A 5-to-4 Supreme Court majority - including Chief Justice John Roberts - determined that the Obama health-care law was authorized under Congress's power to raise and collect taxes.
The US Supreme Court upheld President Obama's health-care reform law in its entirety on Thursday, ruling that Congress did not exceed its authority in passing key parts of the massive 2010 statute.
In a 5-to-4 vote, the justices defied expectations that they were poised to strike down at least a portion of the Patient Protection and Affordable Care Act.
Instead, the court - led by Chief Justice John Roberts - determined that the law was authorized under Congress's power to raise and collect taxes.
In an unusual twist, five justices - including Chief Justice Roberts - determined that it was not within Congress's power to enact the so-called individual mandate that requires every American to purchase a government-approved level of health insurance or pay a penalty.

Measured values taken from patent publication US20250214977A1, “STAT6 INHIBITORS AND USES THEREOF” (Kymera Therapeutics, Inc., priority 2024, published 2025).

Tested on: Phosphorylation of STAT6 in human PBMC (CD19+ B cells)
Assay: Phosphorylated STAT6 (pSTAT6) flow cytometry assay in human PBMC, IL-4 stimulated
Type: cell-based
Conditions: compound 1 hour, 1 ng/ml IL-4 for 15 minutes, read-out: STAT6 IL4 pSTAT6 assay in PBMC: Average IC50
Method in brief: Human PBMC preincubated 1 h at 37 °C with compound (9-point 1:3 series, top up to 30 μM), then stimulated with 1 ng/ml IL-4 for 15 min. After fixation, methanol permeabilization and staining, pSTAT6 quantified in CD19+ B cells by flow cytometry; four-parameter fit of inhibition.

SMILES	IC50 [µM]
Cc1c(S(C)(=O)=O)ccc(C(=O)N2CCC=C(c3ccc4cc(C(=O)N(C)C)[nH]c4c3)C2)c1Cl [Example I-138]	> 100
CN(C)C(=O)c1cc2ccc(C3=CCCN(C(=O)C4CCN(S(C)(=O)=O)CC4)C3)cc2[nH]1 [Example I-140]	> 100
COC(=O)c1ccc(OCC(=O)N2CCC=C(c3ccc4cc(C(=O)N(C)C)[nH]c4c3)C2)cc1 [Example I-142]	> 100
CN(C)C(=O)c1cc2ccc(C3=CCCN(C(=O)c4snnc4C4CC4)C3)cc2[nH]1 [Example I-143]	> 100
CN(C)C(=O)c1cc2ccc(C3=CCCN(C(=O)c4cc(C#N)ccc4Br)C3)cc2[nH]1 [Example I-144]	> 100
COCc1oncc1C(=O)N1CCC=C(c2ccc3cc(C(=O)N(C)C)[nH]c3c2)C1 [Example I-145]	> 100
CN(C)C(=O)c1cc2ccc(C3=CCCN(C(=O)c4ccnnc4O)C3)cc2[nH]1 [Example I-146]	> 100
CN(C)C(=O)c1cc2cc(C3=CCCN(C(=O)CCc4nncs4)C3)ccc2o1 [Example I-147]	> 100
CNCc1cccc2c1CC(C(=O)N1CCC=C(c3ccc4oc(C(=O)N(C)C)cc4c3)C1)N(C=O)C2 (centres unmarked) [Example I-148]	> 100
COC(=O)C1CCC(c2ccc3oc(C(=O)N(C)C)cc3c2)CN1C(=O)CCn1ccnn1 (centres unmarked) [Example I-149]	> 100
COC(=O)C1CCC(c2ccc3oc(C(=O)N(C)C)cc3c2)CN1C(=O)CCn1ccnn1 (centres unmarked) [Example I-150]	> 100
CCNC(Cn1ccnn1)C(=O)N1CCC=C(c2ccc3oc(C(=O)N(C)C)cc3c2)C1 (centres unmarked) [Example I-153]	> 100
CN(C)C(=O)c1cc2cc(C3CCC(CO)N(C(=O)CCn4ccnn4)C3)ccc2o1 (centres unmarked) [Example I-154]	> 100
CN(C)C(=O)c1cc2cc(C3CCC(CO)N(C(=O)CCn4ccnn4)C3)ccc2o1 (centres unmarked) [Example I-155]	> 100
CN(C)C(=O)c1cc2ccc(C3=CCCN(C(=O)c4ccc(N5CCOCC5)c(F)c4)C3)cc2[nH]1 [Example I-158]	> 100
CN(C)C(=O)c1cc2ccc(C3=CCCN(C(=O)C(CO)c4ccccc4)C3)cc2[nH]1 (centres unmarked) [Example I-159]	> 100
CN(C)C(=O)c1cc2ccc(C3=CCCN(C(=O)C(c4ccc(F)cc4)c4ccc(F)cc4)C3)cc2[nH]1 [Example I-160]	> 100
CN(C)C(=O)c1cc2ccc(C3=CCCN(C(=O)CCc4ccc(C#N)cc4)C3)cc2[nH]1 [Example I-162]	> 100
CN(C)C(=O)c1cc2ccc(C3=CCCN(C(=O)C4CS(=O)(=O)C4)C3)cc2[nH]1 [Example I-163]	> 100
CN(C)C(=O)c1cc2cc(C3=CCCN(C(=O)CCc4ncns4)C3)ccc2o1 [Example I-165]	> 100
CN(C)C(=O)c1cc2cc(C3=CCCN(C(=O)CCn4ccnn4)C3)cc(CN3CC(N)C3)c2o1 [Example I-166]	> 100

But four justices joined Roberts in concluding that Congress was within its power to enact a tax as an encouragement for individuals to purchase the government-mandated level of health insurance.
"The individual mandate cannot be upheld as an exercise of Congress's power under the Commerce Clause," Roberts wrote. "That clause authorizes Congress to regulate interstate commerce, not to order individuals to engage in it."
He added: "In this case, however, it is reasonable to construe what Congress has done as increasing taxes on those who have a certain amount of income, but choose to go without health insurance. Such legislation is within Congress's power to tax."
Roberts was joined in that portion of the decision by Justices Ruth Bader Ginsburg, Stephen Breyer, Sonia Sotomayor, and Elena Kagan.
In their dissent, four justices criticized Roberts for rewriting the health-care law to conform with the chief justice's tax approach.
"The holding that the individual mandate is a tax raises a difficult constitutional question ... that the court resolves with inadequate deliberation," wrote the justices, Antonin Scalia, Anthony Kennedy, Clarence Thomas, and Samuel Alito. …